While most homes in Fargo and Moorhead stayed dry, rural residents along the Red River began tallying losses - physical and emotional.
RED RIVER VALLEY
Delores Palowski knew it was bad. But she couldn't bear to look.
The icy waters of the swollen Red River had overtaken her home just south of the Moorhead city limits three nights earlier, and only now, in the light of a Sunday afternoon, could she muster the courage to walk down the stairs to inspect the damage.
"Oh, my God! Oh, my God!" she cried as her daughter, Nannette Bakko, walked across a peach carpet now stained with the muck of the mighty Red. "Oh, Nan, are we ever going to get it clean again?"
As thousands of residents in the big cities of Fargo and Moorhead successfully kept the Red at bay Sunday -- the two cities reported a total of 10 homes lost to the flood, with more lost outside the city limits -- folks such as Palowski and others living close to the river in the rural outskirts of town returned to homes swamped by floodwater.
"I loved it out here. I absolutely loved it," the 84-year-old widow said as she hugged her Shih Tzu and looked out the kitchen at a yard overtaken by the Red. "It was so nice to be on the river. Until now."
Across the river, a few miles south of Fargo, Tom and Faye Erbes huddled inside their two-story house after pumping the remains of the floodwater from their basement.
They had no running water, no phone or cable, and a flooded furnace.
Despite the mess and a couple of days away, they were glad to be back.
The couple's 13-year-old house, which sits in a row of houses on the Wild Rice River near the Red River confluence, is high enough that they didn't need to sandbag to protect it against the Red in 1997. But after predictions that this year's deluge would be worse, they worked hard to prepare.
They filled and stacked bags in a 2 1/2-foot-high perimeter around their house, finishing the work by Tuesday night. They rushed to move their most valuable belongings from the basement. They saved water in buckets and bought groceries.
Wednesday, the water crept into the front yard and later climbed the sandbags.
Thursday, things turned bad.
The two, weary from little sleep, had manned the pumps all night, clearing them of debris while it snowed. The farm field across the street turned into a lake. Forecasters kept predicting higher crests.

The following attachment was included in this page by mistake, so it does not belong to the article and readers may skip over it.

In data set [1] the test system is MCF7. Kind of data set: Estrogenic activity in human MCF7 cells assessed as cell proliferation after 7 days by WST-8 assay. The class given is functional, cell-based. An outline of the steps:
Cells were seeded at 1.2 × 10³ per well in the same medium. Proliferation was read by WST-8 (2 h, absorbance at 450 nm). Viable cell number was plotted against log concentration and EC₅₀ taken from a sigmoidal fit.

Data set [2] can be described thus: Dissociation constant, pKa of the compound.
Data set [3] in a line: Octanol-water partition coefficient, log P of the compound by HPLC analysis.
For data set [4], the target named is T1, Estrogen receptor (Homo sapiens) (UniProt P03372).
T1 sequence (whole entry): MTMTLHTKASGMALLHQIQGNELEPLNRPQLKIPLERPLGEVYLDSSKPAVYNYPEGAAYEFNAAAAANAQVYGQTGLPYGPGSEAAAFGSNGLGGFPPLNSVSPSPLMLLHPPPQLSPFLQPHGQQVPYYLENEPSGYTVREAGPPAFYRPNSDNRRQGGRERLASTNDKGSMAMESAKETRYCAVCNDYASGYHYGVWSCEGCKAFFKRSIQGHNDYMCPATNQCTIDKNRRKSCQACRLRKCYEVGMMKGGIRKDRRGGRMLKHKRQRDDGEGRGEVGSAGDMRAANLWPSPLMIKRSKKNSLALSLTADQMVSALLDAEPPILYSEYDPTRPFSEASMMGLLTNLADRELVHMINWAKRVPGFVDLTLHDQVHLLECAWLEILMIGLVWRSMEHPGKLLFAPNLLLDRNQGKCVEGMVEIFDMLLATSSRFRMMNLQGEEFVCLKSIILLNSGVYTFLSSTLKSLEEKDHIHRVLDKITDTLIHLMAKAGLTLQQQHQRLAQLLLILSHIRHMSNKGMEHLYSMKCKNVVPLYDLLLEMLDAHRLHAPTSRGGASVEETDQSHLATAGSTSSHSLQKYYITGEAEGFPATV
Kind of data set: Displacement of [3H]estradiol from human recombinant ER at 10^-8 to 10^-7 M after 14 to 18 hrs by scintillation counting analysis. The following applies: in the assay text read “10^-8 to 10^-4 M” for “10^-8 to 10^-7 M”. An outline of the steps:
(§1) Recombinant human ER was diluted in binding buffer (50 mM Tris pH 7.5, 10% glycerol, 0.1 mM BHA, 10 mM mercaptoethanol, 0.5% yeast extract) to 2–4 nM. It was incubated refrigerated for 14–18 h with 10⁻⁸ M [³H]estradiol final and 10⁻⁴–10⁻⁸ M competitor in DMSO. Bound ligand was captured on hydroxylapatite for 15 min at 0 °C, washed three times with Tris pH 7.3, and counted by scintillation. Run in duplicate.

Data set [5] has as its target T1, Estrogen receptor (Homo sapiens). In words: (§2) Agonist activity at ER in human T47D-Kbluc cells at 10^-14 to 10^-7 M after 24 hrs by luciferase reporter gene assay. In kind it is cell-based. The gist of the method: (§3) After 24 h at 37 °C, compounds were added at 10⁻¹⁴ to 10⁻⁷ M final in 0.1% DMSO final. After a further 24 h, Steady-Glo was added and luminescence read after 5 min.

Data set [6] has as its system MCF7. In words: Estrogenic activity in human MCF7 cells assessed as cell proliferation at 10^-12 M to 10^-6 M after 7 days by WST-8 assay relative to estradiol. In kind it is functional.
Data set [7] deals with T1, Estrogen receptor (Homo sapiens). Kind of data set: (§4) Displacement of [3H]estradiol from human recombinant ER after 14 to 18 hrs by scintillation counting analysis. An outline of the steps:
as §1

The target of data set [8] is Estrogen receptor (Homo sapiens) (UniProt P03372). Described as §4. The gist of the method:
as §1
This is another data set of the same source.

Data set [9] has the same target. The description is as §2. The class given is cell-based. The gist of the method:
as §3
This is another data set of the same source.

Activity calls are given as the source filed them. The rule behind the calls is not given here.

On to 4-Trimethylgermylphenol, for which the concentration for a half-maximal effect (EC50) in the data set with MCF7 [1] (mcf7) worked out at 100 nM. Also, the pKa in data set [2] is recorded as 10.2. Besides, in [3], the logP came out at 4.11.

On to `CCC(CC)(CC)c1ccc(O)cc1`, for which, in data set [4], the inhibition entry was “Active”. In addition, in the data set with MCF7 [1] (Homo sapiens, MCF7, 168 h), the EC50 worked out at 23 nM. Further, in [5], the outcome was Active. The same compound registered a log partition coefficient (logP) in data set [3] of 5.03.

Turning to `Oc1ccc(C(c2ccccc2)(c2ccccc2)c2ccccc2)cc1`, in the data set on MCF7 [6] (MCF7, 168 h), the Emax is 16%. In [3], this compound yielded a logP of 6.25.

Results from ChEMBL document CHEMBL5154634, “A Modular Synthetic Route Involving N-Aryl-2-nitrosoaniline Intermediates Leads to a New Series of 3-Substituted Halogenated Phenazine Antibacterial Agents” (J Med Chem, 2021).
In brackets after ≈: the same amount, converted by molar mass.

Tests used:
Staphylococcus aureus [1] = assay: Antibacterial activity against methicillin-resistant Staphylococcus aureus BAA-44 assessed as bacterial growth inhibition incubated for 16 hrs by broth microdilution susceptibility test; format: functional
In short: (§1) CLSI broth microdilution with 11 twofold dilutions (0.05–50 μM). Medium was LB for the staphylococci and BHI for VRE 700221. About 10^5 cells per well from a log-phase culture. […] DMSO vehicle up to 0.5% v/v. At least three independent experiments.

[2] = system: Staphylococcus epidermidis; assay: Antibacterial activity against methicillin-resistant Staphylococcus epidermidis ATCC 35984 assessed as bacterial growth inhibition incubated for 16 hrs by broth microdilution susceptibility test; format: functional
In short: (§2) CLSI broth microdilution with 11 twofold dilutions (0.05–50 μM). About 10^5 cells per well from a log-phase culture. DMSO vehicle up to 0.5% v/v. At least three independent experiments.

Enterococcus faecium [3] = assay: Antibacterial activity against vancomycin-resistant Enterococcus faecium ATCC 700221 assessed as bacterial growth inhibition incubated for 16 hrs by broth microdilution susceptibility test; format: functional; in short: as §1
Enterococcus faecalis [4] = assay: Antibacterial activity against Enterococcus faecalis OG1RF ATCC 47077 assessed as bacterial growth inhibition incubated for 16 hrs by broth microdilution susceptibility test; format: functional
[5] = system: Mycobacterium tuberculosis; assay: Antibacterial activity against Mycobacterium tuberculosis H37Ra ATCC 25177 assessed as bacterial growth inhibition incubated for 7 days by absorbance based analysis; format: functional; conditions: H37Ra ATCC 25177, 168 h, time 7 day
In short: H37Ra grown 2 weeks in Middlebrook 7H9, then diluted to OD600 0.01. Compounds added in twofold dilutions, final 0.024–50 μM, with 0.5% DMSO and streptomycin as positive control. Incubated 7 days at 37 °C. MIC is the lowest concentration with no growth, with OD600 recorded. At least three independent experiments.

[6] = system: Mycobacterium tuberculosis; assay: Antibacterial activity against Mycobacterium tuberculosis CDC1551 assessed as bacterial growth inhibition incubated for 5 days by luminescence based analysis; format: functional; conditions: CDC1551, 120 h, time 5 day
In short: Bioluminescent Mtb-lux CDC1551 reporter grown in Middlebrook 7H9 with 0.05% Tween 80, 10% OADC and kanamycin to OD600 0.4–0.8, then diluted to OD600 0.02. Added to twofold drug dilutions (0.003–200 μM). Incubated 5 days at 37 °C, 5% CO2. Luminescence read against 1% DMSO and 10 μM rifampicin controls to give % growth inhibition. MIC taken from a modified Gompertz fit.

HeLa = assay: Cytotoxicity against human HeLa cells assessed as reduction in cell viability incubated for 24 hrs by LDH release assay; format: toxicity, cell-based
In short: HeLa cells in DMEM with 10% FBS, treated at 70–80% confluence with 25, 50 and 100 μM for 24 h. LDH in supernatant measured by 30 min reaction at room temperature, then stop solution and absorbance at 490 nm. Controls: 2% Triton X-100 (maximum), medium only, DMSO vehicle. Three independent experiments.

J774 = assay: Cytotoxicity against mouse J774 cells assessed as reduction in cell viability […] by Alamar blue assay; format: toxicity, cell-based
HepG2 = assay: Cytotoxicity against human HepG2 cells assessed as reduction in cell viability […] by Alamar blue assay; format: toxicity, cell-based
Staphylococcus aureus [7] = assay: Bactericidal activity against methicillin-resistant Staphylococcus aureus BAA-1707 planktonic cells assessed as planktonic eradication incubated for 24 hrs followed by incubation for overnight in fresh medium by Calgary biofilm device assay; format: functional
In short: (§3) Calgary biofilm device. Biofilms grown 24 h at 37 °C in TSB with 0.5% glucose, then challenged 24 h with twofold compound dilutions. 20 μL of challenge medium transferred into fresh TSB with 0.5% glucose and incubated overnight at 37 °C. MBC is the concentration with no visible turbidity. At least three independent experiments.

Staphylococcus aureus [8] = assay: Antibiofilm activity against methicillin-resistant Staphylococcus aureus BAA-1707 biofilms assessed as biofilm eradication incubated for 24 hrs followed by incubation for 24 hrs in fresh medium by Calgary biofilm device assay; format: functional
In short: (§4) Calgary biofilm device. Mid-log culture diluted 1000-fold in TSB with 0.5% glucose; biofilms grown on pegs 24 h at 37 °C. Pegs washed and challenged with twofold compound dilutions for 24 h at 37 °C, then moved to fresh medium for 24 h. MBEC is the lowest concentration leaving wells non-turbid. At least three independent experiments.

How long can we keep this up? They wondered.
Just before 2 p.m., Tom saw water sliding into the attached garage.
Faye came up from the basement with a worried face: It's coming in here, too.
Soon, one of their small pumps stopped humming. A large pump gave out next.
The water was winning.
Tom looked at Faye, defeated. We're done, he said. She knew it, too.
They threw a duffel bag into their four-wheel-drive pickup and drove through bumper-high water and ice, headed for Tom's brother's house and dry land.
Saturday morning, a neighbor called the Erbeses with a bit of good news -- their electricity was still on. The water had reached about the fifth basement step, but miraculously, the submerged pump in their basement was still working. They could still fight it.
Sunday, Tom stood in the basement, empty of water, his rubber boots making patterns on the silt-covered tile floor.
A professional flooring installer, he had finished almost every inch of the basement himself, completing a pine wainscoted bathroom two months ago.
But the water had reached 4 feet high, and the basement would have to be gutted soon. His red-felt pool table was ruined. A small entertainment center rested on its back. Mattresses and a dresser sat soaked in a bedroom.
"That's gonna be thrown," he said.
Their flood insurance should help.
"It's just a basement, so we'll be fine," Faye said.
Hoping to stay
For Palowski, who moved to the Crestwood development 15 minutes south of downtown Moorhead 21 years ago, seeing her home so badly damaged stirred a flood of emotions.
This was the house she and her husband, Zygmunt, built in 1988 and where they enjoyed retirement. To protect against flooding, they built almost 2 feet higher than the elevation required by the township.
Even after her husband died in 2005, Palowski stayed.
"Everybody on the street is so wonderful," she said. "It's just so nice out here."
That changed Thursday night, when the power went out in the Crestwood neighborhood and the sump pumps Palowski's son was using to keep the Red from her furnished basement stopped. Within minutes, water rushed in. Although Palowski's son used a generator to restart the pumps, it was too late.
Eighteen inches of water pooled, destroying a bedroom, bath, den, family room and kitchen.
Although Palowski stayed in the house until Saturday, when she slept over at her daughter's for the night, she never set foot in the basement.
Shortly after noon Sunday, she took her first peek. She got close to the bottom step before catching a quick glimpse of the damage and a whiff of the musty air.
As her daughter picked soggy wrapping paper and other damaged goods from cupboards and shelves, Palowski walked teary-eyed back up the steps. She grabbed her dog, sat down at the kitchen table and stared out at the bloated Red.
"We never, never, never would have bought out here if we'd have known," Palowski said.
She has flood insurance, and hopes she can stay.
"I always said, 'I'm not leaving this house until I'm 90,'" she said. "I really thought I could do it.
"But I think that my children will want me to leave."
• Forecasts call for river levels to decline all week, even with 6 inches of snow falling tonight and Tuesday.
• Water went under a flood wall and swamped two buildings at a Fargo school early Sunday. A4-A5